Jennifer Hernandez, partner with Holland & Knight, criticizes key environmental legislation such as the California Environmental Quality Act, or CEQA, referring to it as “green Jim Crow." 

    “Frankly, I think it is a very, very politically effective camouflage for what amounts to keeping those people who aren’t already here out — make it just too expensive. And make it particularly too expensive for those not in the professional class,” Hernandez said of the effect CEQA litigation has in hindering housing construction, especially in wealthier neighborhoods. Hernandez is a scheduled speaker at the San Francisco Business Times upcoming event, Housing the Middle, being held March 18 in San Francisco.

    Keith Knopf, CEO of West Sacramento-based grocer Raley’s, provided a firsthand look at how California’s costs and regulations stifle investment and job creation in Northern California versus its operations in Arizona and Nevada. Knopf said Raley’s generates $3 billion in annual revenue in the region, where it employs about 10,000 people and makes an annual profit of about $65 million. But of the company’s $300 million in capital investments made over the past couple years, $270 million went to Arizona and Nevada.

    “The incremental cost when you set aside land, labor, utilities and taxes to do business in California, in the footprint I just described, is an incremental $75 million to do the exact same revenue in the same businesses in Arizona or Nevada,” Knopf said. “The capital and deployment out of state isn’t because the returns are greater there. It’s because it’s easier and more efficient to deploy there.”

    Knopf pointed to CEQA litigation as a key factor in making it more expensive and time-consuming to open a new store in Northern California, meaning jobs aren’t created to staff those new locations during the years of CEQA litigation moving through the courts.

    “The hidden cost of doing business in California really falls to people who are the wage earners. I think that’s lost in the conversation,” Knopf said. 

    Among the concluding comments posted in the chat room at the Bay Area Council’s webinar, one simply said: “Thank you for voicing publicly what many discuss in private.”""

    the middle class is moving out big time  yes billionaires and other multi millionaires continue to live there.  But facts are facts they are losing population why is that? 

     

    According to the U.S. Census Bureau ("USCB"), California had a net pop. decline from April 1, 2020 to July 1, 2021.

    California's decennial population as of April 1, 2020 was 39,538,223.

    California's USCB estimated pop. as of July 1, 2021 was  39,237,830.

    California experienced a net decline in its pop. of  -300,393,  or a pop. % change of  -0.8%  from 04/01/2020 to 07/01/2021 .

    This was the 1st drop in California's pop. since it was admitted to the Union in 1850.

    In December, 2022, the US Census Bureau will release new state pop. estimates as of 07/01/2022. 

    Links:  https://www.census.gov/quickfacts/CA

    https://www.census.gov/programs-surveys/popest/about/schedule.html

    California state seal - Students | Britannica Kids | Homework Help

     

    • Thanks 2
  5. One of the questions that came up at yesterday's UP meetup was:

    • When did Charlotte pass Nashville in population?    Answer:  2010

    Nashville was incorporated as a city in 1806.   Charlotte was incorporated in 1768.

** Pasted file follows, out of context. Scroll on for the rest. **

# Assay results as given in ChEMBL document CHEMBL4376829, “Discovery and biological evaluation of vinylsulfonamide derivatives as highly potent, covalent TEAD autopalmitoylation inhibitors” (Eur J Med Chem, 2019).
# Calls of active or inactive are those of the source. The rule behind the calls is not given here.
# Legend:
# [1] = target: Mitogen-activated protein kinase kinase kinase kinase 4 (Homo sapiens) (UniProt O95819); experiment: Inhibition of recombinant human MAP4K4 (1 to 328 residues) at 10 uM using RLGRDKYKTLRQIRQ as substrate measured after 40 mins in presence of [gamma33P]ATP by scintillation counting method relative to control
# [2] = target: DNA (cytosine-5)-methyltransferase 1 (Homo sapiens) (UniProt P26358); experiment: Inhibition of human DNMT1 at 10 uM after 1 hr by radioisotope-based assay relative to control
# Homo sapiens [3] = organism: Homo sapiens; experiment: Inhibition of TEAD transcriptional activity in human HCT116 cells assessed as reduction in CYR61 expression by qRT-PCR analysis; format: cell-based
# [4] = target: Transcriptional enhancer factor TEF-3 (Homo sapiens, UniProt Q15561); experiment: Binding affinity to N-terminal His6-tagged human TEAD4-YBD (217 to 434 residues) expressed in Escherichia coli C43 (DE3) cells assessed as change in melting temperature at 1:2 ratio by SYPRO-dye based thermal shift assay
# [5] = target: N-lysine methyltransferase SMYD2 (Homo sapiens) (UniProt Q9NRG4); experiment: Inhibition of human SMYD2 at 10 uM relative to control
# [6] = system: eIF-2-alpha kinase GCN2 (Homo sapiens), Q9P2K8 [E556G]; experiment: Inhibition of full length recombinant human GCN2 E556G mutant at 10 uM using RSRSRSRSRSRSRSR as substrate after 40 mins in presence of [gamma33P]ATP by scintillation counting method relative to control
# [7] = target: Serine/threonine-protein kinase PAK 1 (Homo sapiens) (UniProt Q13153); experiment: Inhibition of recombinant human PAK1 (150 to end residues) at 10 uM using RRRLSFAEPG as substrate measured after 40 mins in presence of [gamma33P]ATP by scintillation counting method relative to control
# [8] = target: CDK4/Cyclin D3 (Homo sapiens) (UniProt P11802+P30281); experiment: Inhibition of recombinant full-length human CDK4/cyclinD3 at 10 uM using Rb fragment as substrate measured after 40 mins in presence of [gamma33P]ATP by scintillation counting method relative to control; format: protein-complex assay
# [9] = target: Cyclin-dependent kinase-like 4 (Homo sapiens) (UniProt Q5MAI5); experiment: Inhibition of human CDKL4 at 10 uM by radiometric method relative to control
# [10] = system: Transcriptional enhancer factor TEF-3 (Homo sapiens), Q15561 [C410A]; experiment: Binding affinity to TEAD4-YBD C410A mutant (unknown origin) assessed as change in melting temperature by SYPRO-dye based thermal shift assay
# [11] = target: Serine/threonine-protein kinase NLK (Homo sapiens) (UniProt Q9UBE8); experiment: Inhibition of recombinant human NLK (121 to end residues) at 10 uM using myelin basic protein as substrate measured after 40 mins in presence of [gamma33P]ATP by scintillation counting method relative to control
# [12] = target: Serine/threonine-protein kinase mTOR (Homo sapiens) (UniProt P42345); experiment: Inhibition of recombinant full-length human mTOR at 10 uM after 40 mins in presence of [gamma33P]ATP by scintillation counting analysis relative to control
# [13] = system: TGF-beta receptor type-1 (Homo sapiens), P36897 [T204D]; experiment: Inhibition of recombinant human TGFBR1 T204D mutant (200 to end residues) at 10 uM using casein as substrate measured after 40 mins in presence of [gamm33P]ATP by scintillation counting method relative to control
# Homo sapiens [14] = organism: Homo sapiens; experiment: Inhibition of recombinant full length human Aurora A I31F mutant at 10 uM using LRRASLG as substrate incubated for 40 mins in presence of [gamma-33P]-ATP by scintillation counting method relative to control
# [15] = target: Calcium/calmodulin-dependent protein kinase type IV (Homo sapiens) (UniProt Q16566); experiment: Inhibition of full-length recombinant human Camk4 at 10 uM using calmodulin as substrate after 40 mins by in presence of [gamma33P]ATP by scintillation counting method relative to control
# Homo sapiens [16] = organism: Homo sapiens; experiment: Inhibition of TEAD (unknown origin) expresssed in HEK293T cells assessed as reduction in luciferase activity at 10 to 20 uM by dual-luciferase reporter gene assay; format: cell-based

From the 1810 census to the 2000 census,  Nashville was larger than Charlotte in every census during that 190 year period.

    Charlotte 1st passed Nashville in pop. in the 2010 census and also led Nashville in the 2020 census.

    Nashville:   2010 census  -  601,222              2020 census  -  689,447             Difference in 2010:  130,202

    Charlotte:  2010 census  -  731,424              2020 census  -  874,579             Difference in 2020:  185,132

    According to the U.S. Census Bureau, Nashville's growth rate from 2010 - 2020 was 11.0%.

    By comparison, Charlotte's growth rate from 2010 - 2020 was 21.9%.

    The U.S. Census Bureau will release pop. estimates for cities and towns in May,  2022.

    I'm confident that Charlotte will widen its lead over Nashville when the estimates are released in May.

    Aerial View of Music City - Nashville, Tennessee | Flying ou… | Flickr

    J.L. Ramsaur Photography  Aerial View of Music City - Nashville, Tennessee.  Taken on November 12, 2013.

    Aerial View of Charlotte North Carolina Photograph by Bill Cannon

     Aerial View of Charlotte North Carolina is a photograph by Bill Cannon, DSC_0845, which was uploaded on April 28th, 2020.

    • Like 3
  6. Nashville: The Evolving Urban Form by Wendell Cox, NewGeography 01/23/2022.   A nice story, with charts, regarding population growth in the Nashville metro area.

    Excerpt:  "Business Migration.  Tennessee is also attracting businesses from elsewhere.  A Hoover Institution report by Joseph Vranich and Lee E. Ohanian found that in a 3.5-year period ending in June, 2021, the corporate headquarters of 272 companies left California, with Tennessee ranking as the second leading destination state, following Texas.  Tennessee’s second ranking was an improvement over previous years, when Arizona or Nevada ranked second (based on related research)."

    "Comparative Advantages.  Not only has metro Nashville emerged as one of the principal growth centers of the nation, but its momentum may be improving, especially due to net domestic migration. These improved demographics arises, at least in part, from widening competitive advantages, such as its low cost of living, and the absence of a state income tax.  Nashville ... appears to have a bright future ahead."

     

    nashville-evolve_02.png

     

    Link:  https://www.newgeography.com/content/007325-nashville-the-evolving-urban-form